Is my relationship abusive?

Does your partner or did your partner…

  • Criticise you, call you names or belittle the things you do?
  • Demand increasing amounts of your time, energy, attention or affection?
  • Insist on having their way on most issues?
  • Expect you to be with them constantly, and resent any time you spend pursuing your own interests or seeing other people?
  • Keep control over the money and give you an inadequate allowance?
  • Treat you with hostile silence and cold contempt for long periods?
  • Use punishing behaviour to manipulate you into complying with their demands?
  • Harass you or use standover tactics to get their own way?
  • Fly into sudden, irrational tempers for little or no reason, then blame these outbursts on you?
  • Frighten you by smashing possessions, or punching/kicking holes into walls?
  • Threaten to harm you or the people you love?
  • Threaten to commit suicide to hurt you?
  • Slap, shove, shake, pull your hair, kick, punch or spit at you?
  • Show excessive jealousy and accuse you unjustly of flirting or having affairs?
  • Coerce you into having sex when you don’t want to, or participating in sexual practices that you don’t feel comfortable with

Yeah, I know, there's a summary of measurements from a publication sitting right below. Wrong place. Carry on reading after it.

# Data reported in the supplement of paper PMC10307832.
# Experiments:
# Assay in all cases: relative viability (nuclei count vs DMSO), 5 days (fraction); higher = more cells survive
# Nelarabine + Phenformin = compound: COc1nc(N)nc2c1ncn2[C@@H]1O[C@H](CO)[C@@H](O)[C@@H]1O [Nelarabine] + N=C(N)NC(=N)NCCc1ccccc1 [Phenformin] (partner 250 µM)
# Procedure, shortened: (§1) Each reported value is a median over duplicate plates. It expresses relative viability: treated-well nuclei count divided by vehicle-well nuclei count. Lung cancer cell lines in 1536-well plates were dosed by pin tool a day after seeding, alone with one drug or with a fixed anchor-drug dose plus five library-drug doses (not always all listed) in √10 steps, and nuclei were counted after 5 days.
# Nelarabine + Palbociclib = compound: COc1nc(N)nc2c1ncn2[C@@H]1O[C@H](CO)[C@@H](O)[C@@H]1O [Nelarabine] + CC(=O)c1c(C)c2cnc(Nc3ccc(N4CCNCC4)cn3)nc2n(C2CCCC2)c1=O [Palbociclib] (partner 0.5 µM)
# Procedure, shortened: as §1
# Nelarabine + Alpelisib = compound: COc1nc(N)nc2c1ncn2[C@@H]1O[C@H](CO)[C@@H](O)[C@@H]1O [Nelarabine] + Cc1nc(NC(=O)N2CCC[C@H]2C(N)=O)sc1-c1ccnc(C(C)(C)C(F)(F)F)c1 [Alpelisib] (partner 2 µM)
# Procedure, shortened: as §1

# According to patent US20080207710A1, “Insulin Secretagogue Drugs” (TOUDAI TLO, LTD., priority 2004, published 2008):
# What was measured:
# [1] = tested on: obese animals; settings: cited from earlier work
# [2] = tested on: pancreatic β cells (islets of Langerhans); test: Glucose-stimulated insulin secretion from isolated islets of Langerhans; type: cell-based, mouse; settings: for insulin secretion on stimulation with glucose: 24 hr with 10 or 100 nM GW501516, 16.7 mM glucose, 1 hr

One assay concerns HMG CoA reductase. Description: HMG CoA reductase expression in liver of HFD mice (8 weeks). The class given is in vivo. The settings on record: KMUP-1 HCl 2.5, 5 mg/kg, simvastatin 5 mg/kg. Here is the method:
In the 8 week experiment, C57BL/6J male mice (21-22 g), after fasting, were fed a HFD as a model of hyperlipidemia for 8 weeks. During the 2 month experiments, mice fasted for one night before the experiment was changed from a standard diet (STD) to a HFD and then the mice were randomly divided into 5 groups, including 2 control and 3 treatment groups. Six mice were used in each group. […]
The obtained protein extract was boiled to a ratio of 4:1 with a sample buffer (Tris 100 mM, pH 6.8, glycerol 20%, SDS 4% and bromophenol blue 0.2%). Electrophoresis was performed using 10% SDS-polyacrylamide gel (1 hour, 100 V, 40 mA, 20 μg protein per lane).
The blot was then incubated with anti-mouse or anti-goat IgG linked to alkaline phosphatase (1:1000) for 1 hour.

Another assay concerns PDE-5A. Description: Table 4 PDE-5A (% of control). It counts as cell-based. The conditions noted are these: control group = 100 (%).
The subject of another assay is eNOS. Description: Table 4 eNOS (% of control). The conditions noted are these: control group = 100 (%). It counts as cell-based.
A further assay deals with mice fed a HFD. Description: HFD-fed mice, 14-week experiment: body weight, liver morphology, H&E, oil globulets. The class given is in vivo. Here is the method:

• Withhold having sex with you to humiliate you?
  • Constantly refuse to take responsibility for their destructive behaviour?
  • Deny events happened as they did, or turn them around so that they can blame you for them?
  • Withhold emotional support, even when you have a major crisis to deal with like a death in the family?
  • Make jokes at your expense or deliberately humiliate you in front of others?
  • Pretend to be kind and caring toward you in front of others but treat you badly when you are alone together?
  • Undermine your relationship with your children?
  • Deprive you of sleep by arguing late into the night?
  • Improve their behaviour if they think they may lose you but resume the abuse when they knows the danger is past?

If you have answered “yes” to some of these questions you may be feeling shocked, angry or frightened about what this means for you.

You may also feel a sense of relief.

(Extract from “Invisible Wounds” by Kay Douglas).